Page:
Recipe: Tacu tacu (Peruvian-style rice and beans)

Some people think Latin Americans eat nothing but beans and rice. We do eat lots of other stuff but yes, beans and rice are a culinary staple from Mexico to Chile, thanks to our Spanish conquerors.

In Peru, tacu tacu is the most popular (and tasty) combination of those two ingredients. It’s been around for a while, apparently the slaves came up with the dish when reheating leftover beans and rice for breakfast. Of course there were no microwave ovens back then, so the mixture was reheated in a pan, achieving a wonderful crust.

If I’m not mistaken, traditional tacu tacu is made with canario beans, which don’t exist in Australia. Not to worry, you can use whatever beans or legumes you want. Personally, I like the taste and texture of borlotis. Trendy Peruvian chefs nowadays are using a variety of exotic ingredients and other existing dishes to make tacu tacu. The sky is the limit.

What to eat tacu tacu with? On its own it’s kind of dry, so salsa criolla (thinly sliced red onions with lime juice, salt and chopped coriander) on the side is a must.

Salsa criolla

Salsa criolla

Add a fried egg on top to boost the protein content. Add fried plantains and you’ve got tacu tacu a lo pobre (poor man’s tacu tacu). Forget about the fried egg and plantain and serve it with a minute steak, a chicken schnitzel, seafood, or, as we did this time, grilled fish.

Tacu tacu (Peruvian-style rice and beans)
Yield: 4 servings

This recipe is best started the day before, but can be done in one go.

Tacu tacu with grilled fish

Tacu tacu served with grilled fish and salsa criolla

Ingredients

  • 2 cups borloti beans (or any other kind), soaked for at least 8 hours
  • 3-4 tablespoons oil
  • 1 red onion
  • 6 garlic cloves
  • 1-2 teaspoons ají amarillo (or any other chilli, to taste)
  • 50 grams bacon (optional)
  • 1 cup white rice
  • salt
  • pepper
  • dried oregano
  • 1-2 teaspoons honey (optional)
  • olive oil, to serve

Directions

  1. Drain and rinse beans. Put in pot with water, bring to a boil. Turn heat to low.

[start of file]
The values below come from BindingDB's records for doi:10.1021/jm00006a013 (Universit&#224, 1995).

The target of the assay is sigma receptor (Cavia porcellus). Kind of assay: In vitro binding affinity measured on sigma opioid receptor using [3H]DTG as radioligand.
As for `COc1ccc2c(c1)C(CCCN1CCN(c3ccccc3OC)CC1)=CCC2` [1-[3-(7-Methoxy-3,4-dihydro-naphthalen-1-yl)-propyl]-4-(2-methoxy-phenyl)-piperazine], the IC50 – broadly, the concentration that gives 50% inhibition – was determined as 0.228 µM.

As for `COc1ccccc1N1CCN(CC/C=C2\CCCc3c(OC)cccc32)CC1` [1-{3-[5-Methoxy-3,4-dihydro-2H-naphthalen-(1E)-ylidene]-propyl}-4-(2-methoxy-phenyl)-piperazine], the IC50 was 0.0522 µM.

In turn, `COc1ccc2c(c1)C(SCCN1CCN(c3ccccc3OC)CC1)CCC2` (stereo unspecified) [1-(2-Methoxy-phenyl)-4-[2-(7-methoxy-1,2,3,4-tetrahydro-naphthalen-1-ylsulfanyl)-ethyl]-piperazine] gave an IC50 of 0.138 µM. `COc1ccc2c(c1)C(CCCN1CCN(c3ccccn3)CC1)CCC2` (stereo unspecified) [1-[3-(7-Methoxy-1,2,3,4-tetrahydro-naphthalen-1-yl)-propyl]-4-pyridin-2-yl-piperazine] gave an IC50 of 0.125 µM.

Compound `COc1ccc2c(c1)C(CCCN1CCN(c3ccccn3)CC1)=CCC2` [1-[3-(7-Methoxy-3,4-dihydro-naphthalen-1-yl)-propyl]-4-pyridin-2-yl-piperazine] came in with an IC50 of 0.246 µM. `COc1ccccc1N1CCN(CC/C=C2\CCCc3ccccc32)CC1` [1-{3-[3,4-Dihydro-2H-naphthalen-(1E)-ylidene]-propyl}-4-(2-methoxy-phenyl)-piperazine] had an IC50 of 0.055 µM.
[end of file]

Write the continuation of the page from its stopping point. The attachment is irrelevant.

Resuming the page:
2. Chop bacon in small squares and put in pot with beans and water. Simmer until beans are very soft.
  3. While beans are cooking, mince garlic cloves and onion.
  4. Heat one tablespoon of oil in a pan over low heat, add half an onion, half of the garlic and chilli and cook for 10 minutes. This is called aderezo. Reserve.
  5. Heat one tablespoon of oil in a pot over low heat, add the other half of the garlic until lightly browned.
  6. Add rice, stir to coat with oil and garlic, and cook for 1 minute.
  7. Add 1.5 cups water and 1 teaspoon salt. Cover, bring to a boil, lower the heat and simmer until cooked.
  8. When the beans are ready, add the reserved aderezo (see step 4) and season with salt and pepper.
  9. If you’re making this recipe in two days, stop here and refrigerate the beans, rice and reserved half onion.
  10. When ready to assemble, mix rice and beans, add honey if you want, and heat if chilled.
  11. Heat 1-2 teaspoons of oil in a pan (a wok works best) over low heat, add a fourth of the reserved chopped onion and about a teaspoon of oregano, cook until soft.
  12. Add a fourth of the bean/rice mixture to the edge of the pan, in order to shape it like a rugby ball. Wait a couple of minutes so that it browns in the bottom. Then, if you’re up for it, start shaping the rugby ball by tossing the pan/wok like a seasoned chef. If it sounds too challenging, use a spatula or plate to help you turn the tacu tacu. The idea is that you get a nice brown crust all over the rugby ball.

  13. Serve with a drizzle of olive oil on top and your accompaniments of choice.

5 comments

  1. An Amercian guy I used to work with often made black beans & rice (a hangover from his time living in Brazil)! My god, it was so tasty. I wish I knew how to take that (I’d add Chorizo to it tho…)

  2. I bet this is really good, we were stunned at how nice the beans were to go with the peruvian lamb dish we cooked. It was so simple yet so incredibly full of flavour.


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